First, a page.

Friday 2 June 1665

Lay troubled in mind abed a good while, thinking of my Tangier and victualling business, which I doubt will fall. Up and to the Duke of Albemarle, but missed him. Thence to the Harp and Ball and to Westminster Hall, where I visited “the flowers” in each place, and so met with Mr. Creed, and he and I to Mrs. Croft’s to drink and did, but saw not her daughter Borroughes. I away home, and there dined and did business. In the afternoon went with my tallys, made a fair end with Colvill and Viner, delivering them 5000l. tallys to each and very quietly had credit given me upon other tallys of Mr. Colvill for 2000l. and good words for more, and of Mr. Viner too. Thence to visit the Duke of Albemarle, and thence my Lady Sandwich and Lord Crew. Thence home, and there met an expresse from Sir W. Batten at Harwich, that the fleete is all sailed from Solebay, having spied the Dutch fleete at sea, and that, if the calmes hinder not, they must needs now be engaged with them. Another letter also come to me from Mr. Hater, committed by the Council this afternoon to the Gate House, upon the misfortune of having his name used by one, without his knowledge or privity, for the receiving of some powder that he had bought. Up to Court about these two, and for the former was led up to my Lady Castlemayne’s lodgings, where the King and she and others were at supper, and there I read the letter and returned; and then to Sir G. Carteret about Hater, and shall have him released to-morrow, upon my giving bail for his appearance, which I have promised to do. Sir G. Carteret did go on purpose to the King to ask this, and it was granted. So home at past 12, almost one o’clock in the morning. To my office till past two, and then home to supper and to bed.

20 Annotations

Glyn   Link to this

Would the powder that someone obtained in Hayter’s name be gunpowder?

Meanwhile, both the English and Dutch fleets have now left their ports and there are 190 to 200 ships at sea, divided almost equally between the two fleets. The Dutch have a few more, including some huge merchant ships belonging to the “VOC” (the Dutch East India Company), but the English have more of the ones with the biggest guns. The two fleets are evenly matched.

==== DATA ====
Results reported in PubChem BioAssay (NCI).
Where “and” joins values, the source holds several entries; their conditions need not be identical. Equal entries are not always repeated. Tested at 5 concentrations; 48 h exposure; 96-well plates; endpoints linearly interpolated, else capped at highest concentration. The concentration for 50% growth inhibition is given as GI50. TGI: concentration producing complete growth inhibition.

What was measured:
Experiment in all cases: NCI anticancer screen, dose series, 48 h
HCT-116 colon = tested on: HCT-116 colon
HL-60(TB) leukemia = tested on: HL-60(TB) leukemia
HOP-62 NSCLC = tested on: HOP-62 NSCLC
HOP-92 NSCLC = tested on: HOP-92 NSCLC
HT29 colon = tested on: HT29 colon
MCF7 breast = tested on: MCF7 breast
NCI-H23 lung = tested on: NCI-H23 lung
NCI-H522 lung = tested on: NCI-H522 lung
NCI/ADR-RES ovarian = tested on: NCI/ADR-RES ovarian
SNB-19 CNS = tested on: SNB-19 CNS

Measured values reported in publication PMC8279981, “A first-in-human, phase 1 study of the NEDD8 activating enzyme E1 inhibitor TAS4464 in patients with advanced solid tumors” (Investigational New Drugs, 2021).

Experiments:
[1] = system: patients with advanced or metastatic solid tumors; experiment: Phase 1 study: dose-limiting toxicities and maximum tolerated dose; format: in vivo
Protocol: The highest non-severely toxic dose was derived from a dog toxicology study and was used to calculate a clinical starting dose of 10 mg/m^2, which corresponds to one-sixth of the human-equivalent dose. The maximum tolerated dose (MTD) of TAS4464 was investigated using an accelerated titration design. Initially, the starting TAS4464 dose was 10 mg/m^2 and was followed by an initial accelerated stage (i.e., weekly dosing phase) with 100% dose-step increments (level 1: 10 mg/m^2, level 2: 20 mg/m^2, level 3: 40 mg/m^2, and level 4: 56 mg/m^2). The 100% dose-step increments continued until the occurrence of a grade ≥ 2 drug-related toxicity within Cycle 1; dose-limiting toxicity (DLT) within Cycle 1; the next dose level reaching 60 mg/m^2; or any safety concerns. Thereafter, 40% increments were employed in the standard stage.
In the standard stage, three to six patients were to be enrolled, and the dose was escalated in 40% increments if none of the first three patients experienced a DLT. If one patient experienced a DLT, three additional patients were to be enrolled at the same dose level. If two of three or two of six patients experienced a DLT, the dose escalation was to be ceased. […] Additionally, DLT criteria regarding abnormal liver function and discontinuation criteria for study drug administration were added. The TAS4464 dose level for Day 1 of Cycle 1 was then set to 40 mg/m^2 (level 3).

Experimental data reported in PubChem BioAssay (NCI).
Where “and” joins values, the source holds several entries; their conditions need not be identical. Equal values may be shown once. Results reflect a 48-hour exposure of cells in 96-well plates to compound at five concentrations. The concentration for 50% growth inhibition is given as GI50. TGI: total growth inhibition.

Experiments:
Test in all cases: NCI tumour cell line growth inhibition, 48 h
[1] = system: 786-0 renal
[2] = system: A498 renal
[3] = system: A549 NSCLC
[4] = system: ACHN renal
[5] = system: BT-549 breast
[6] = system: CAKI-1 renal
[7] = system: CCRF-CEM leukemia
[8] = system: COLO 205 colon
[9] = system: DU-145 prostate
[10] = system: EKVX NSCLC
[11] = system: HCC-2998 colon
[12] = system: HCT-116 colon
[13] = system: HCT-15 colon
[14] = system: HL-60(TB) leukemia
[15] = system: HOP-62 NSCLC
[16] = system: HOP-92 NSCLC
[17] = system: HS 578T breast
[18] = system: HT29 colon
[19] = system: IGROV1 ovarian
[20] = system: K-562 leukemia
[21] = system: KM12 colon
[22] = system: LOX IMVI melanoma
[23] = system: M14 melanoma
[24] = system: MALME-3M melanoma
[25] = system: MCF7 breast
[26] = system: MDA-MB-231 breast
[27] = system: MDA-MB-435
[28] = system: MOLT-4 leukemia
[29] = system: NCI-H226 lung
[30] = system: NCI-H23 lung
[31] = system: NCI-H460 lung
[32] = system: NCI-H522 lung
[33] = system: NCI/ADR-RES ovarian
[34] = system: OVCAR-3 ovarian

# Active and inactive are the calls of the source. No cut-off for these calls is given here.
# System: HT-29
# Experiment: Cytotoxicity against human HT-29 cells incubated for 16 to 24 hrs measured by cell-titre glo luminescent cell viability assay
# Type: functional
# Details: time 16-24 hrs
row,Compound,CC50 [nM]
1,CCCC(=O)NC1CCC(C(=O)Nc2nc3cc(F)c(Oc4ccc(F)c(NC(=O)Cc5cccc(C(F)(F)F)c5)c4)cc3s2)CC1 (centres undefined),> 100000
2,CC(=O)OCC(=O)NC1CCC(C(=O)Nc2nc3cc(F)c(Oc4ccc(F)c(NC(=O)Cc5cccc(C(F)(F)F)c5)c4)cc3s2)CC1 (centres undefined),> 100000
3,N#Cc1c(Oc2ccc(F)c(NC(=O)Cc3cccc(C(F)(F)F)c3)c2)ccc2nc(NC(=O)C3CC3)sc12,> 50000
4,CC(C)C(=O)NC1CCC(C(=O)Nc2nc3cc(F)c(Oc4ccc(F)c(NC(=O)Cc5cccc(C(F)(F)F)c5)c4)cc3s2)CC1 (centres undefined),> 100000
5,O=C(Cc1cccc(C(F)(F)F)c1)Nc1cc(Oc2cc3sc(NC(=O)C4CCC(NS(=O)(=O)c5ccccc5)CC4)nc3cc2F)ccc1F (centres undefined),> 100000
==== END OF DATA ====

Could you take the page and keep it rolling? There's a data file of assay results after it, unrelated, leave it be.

Sir William Penn has escaped from the daily routine of the Navy Office and is in the Duke of York’s flagship as his second-in-command, as the Duke has no experience of naval warfare, Sandwich is in charge of one of the other two English squadrons, and Coventry is somewhere out there as well. Isn’t it a pity that none of them asked Pepys to come along for the ride.

Glyn   Link to this

I do like the way that Pepys and Carteret are willing to defend Hayter - good bosses to work for.

Robert Gertz   Link to this

Sam's come through for Hayter before regarding his Quaker leanings. Very kind. Odd that the poor man should find himself in such a predicament. I wonder if someone has learned of his religious inclination and wishes to do him ill. Certainly I can understand the government would be quick to jump on anything involving traffic in gunpowder, assuming it is gunpowder.

Of course perhaps Hayter is not merely a fine clerk but knows where a few bodies are buried. Some one must be around occasionally when Tangier and other matters are discussed and when Mrs. Bagwell or others show up...

***

"Isn’t it a pity that none of them asked Pepys to come along for the ride."

"Coventry...Why don't we have Pepys summoned out here? Bet he'd enjoy the chance to show his nautical knowledge on a ship on the high seas facing battle." smiling Jamie.

"A bit too cruel, your Grace. The lad has worked hard in the office."

Terry Foreman   Link to this

L&M, citing the indictment, say "the charge was one of embezzling powder from the King's stores," so each reader can decide whether the Merry Monarch might have been storing heaps of face-powder.

Paul Chapin   Link to this

"the misfortune of having his name used by one, without his knowledge or privity"
Identity theft, 17th century style (credit Susan Chapin for that observation)

Paul Chapin   Link to this

"which I doubt will fall"
Just a reminder, in case it's needed, that here "doubt" means "suspect."

CGS   Link to this

Pepys be too useful in getting the nuts and bolts and bunting ready for the Admirals for them to want Samuell along for the joy ryde. He has to get more cheddar and bacon rinds and other ails for the tars.

Mary   Link to this

Lady Castlemayne's lodgings.

Just imagine how thrilled Pepys would have been a couple of years ago if he had been provided with the opportunity to visit Lady C's lodgings. He'd have been all a-flush at being so close to her love-nest. Now he has overshadowing, weightier issues on his mind.

That 2 a.m. supper: poor servants! I presume they didn't just leave a plate of bread and cheese and a mug of ale on the table for him, but were obliged to wait for his coming. Just time to snatch 3 or 4 hours' sleep before they're up again with the sun.

Pedro   Link to this

And the battle draws ever closer…